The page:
Ms Smart : That is correct. The only caveat that I would put on that is that, because of the sensitive nature of this particular survey and because it is dealing with personal safety, the ABS does not tend to publicise or talk about when it is actually in the field. So that would be the one thing that we would not want to—

Senator CASH: No, and I would not want to compromise that. Absolutely. In relation to the responsibilities of the office, does the Minister for the Status of Women have a charter letter, as is normally provided, I understand, to ministers?

Senator McLucas: We have covered this before, Senator.

Senator CASH: Is that a yes or a no?

Senator McLucas: You will be able to read my response and Mr Pratt's response in the Hansard.

Senator CASH: That is fine. Could we deal with it now, though, because I have a different tack that I might be taking in relation to this. Does the minister for women have a charter letter?

Mr Pratt : At the risk of reopening the comprehensive discussion that we had this morning, I am not in a position to answer that question. It is a matter between the Prime Minister and her ministers as to whether or not she writes a charter letter to them. These are issues which were canvassed in the PM&C estimates last week and which were, I understand, considered to be a matter for the Prime Minister. It was pointed out that these were also subject to cabinet deliberations and, therefore, we have not at this stage been able to answer any questions on charter letters.

Senator CASH: Thank you, Mr Pratt. Are you able to tell me what the usual practice is in relation to charter letters, or does that differ from government to government?

Mr Pratt : Conventionally it is similar. Following an election and the divvying up of responsibilities between ministers, the Prime Minister will write to them setting out their priorities and the Prime Minister's expectations of the minister.

Senator CASH: If there is no charter letter as such and I were looking for the document that set out what the responsibilities are for the Minister for the Status of Women, where would I find that?

Mr Pratt : I am not saying that there is not a charter letter.

Senator CASH: No; but is there another document that I would be referring to?

Mr Pratt : Certainly, at the beginning of the portfolio budget statements, it sets out, efficiently, the roles and responsibilities of different ministers. So you will see on page 3 that the Hon. Julie Collins is the Minister for the Status of Women.

Senator CASH: Sorry; page 3?

Mr Pratt : Yes. Then—again, very efficient—if you read that in the context of outcome 6, which we have just been talking with you about, and if you look at the annual report, all of those things together—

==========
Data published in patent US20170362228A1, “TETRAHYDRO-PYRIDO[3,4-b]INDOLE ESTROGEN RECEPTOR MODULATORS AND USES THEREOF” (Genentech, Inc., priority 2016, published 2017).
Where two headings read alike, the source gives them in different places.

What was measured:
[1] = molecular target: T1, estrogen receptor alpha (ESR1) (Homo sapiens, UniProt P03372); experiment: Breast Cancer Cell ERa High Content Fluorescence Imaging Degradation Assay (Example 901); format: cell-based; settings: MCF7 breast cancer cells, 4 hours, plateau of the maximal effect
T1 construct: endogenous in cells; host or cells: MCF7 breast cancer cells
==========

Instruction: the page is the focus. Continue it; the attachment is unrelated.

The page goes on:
Senator CASH: Come together to provide—

Mr Pratt : what we do and how we underpin Minister Collins.

Senator CASH: In relation to the answer to question No. 141 from the supplementary estimates hearing—I asked about spending in certain areas—one answer was the amount spent on consultancies: $1,337,125.59. You may have to take this on notice, but can I get a breakdown of what those consultants fees were?

Ms McKenzie : We will have to take that on notice.

Senator CASH: Thank you. Could you also take on notice, in relation to hospitality and entertainment, the $14,052.29 and in relation to education or staff training to the value of $56,764.12. I would also like to get a breakdown of what that was actually spent on.

I now turn to the program The Line, which I know we have canvassed at previous estimates hearings. Given that it is an online social marketing campaign, how is it actually being monitored?

Ms Smart : The monitoring is done through six-monthly monitoring research that is undertaken through a private company.

Senator CASH: So the Office for Women is not involved in the monitoring of the program?

Ms Smart : There is tracking research—tracking the penetration of the campaign. That is done independently and that provides us with information about its reach. In terms of the feedback, because it is a social marketing campaign, we get feedback from people on an ongoing basis, on a live basis in a sense. Through the Facebook page and through the website, we get feedback from individuals, which my staff and the staff in the communications branch look at.

Senator CASH: In relation to the private company that is looking at the penetration of the campaign etcetera and the reach of it, what feedback have you actually received in relation to how the campaign is penetrating and whom it is actually reaching at the moment?

Ms Smart : In terms of the tracking of the campaign, we know that most recently, through verification of the number of people who are Facebook fans, it is over 70,000 now. We also look at the number of independent media take-ups, articles that appear in other media in terms of the number of people who have attended events. The current information that I have is that it has reached over two million young people aged between about 12 and 20.

Senator CASH: When you say it has reached over two million young people, what evidence do you have that the program is actually doing what it is meant to do, and that is changing attitudes?